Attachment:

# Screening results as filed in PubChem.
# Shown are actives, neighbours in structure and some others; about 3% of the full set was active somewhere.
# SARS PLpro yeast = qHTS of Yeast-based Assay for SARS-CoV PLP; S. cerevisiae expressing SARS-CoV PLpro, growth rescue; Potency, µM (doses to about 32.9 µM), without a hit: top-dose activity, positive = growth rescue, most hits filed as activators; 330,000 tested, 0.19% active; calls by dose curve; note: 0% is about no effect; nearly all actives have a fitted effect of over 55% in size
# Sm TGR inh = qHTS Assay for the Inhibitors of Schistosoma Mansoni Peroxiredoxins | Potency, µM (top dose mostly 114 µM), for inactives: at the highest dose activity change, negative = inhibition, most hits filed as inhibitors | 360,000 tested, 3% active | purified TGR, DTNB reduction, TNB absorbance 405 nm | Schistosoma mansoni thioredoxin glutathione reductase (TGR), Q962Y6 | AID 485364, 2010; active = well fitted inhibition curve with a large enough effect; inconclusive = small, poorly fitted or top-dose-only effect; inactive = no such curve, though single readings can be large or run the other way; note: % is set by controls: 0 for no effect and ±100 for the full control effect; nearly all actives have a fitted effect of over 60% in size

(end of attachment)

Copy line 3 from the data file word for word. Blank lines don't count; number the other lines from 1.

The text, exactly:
# SARS PLpro yeast = qHTS of Yeast-based Assay for SARS-CoV PLP; S. cerevisiae expressing SARS-CoV PLpro, growth rescue; Potency, µM (doses to about 32.9 µM), without a hit: top-dose activity, positive = growth rescue, most hits filed as activators; 330,000 tested, 0.19% active; calls by dose curve; note: 0% is about no effect; nearly all actives have a fitted effect of over 55% in size